NASA is developing nuclear reactors for the surface of the moon and Mars, and it recently tested one using nuclear weapons-grade uranium, despite U.S. nonproliferation policy to eliminate civilian use of such material worldwide.
The Nuclear Proliferation Prevention Project (NPPP) at the LBJ School of Public Affairs will convene a one-day symposium, co-hosted by the LBJ Washington Center, to debate this issue before NASA makes a decision that could have significant security, economic and political consequences.
Alan J. Kuperman, an LBJ School professor and the NPPP's founding coordinator, says, "NASA's choice of reactor fuel may determine whether it ever gets nuclear power in space. This event is the first and maybe last time that all key stakeholders will convene before NASA makes that fateful choice."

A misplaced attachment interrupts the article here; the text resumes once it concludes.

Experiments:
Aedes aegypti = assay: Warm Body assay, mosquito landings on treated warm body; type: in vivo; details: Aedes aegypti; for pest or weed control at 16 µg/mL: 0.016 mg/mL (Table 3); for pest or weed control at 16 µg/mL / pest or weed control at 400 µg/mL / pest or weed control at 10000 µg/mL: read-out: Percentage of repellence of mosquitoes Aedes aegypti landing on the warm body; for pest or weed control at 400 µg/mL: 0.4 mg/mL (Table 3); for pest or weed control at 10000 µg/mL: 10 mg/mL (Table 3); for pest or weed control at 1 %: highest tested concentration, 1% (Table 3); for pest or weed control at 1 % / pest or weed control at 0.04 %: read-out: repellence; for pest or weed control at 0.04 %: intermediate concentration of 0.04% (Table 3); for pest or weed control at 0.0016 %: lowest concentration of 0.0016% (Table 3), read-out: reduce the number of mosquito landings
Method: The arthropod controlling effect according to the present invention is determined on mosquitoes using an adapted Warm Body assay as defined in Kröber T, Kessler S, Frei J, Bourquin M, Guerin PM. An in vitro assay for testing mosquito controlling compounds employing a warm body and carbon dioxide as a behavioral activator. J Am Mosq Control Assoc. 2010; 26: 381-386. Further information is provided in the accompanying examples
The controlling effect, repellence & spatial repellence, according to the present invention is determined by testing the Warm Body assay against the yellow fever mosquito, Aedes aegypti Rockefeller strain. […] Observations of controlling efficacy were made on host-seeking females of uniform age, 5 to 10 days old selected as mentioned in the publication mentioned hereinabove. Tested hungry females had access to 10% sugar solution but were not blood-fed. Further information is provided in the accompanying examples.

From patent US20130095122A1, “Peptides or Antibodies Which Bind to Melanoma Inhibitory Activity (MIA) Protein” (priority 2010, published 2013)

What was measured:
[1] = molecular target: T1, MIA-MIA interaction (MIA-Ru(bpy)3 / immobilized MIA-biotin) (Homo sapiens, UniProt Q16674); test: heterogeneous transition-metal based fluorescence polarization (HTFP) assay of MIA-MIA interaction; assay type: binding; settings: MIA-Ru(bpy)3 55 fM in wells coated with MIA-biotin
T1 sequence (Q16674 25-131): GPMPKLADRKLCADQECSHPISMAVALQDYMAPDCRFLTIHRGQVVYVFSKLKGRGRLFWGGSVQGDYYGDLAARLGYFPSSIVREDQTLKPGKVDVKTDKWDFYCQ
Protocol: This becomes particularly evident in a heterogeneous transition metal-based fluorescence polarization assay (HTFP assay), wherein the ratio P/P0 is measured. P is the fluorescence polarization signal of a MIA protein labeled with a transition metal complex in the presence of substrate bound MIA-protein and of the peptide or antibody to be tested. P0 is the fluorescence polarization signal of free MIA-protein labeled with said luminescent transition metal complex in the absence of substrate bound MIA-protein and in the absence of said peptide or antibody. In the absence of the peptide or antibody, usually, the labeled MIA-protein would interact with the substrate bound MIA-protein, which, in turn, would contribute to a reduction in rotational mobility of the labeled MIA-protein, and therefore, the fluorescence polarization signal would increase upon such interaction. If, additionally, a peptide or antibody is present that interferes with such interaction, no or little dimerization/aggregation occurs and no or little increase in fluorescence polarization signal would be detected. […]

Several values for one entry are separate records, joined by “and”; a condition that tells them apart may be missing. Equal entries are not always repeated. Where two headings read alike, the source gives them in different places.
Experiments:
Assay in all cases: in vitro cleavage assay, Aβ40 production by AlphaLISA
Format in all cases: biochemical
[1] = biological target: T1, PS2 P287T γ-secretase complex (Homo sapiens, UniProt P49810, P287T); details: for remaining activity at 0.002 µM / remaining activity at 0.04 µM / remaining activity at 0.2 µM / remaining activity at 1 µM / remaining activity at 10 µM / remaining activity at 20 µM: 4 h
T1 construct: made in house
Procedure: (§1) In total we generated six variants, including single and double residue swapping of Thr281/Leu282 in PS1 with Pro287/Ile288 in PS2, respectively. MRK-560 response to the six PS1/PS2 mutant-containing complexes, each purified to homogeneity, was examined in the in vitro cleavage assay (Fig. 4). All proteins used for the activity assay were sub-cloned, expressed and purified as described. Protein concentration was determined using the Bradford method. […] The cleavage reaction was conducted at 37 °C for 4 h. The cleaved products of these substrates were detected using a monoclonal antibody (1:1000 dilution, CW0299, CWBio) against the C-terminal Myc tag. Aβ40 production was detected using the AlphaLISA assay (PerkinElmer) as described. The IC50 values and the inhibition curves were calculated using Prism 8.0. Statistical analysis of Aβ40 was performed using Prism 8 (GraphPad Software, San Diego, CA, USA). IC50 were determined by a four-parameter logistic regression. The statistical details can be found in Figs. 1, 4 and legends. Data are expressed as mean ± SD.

Oct. 17, 2019
11 a.m.—3 p.m. ET
The Archer Center
1750 Pennsylvania Ave. NW, Suite 900
- Rep. Bill Foster (D-IL), U.S. House of Representatives, House Committee on Science, Space & Technology
- Jeffrey A. Sheehy, NASA, Chief Engineer, Space Technology Mission Directorate
- Jericho Locke and Bhavya Lal, Science and Technology Policy Institute
- Paolo Venneri, CEO/Director, USNC-Space
- William Kowalski, COO, Atomos Nuclear and Space
- Steven Howe, Howe Industries
- Jeffrey C. King, Associate Professor, Colorado School of Mines
- Edwin Lyman, Senior Scientist, Union of Concerned Scientists
- Alan J. Kuperman, Associate Professor, LBJ School of Public Affairs, University of Texas at Austin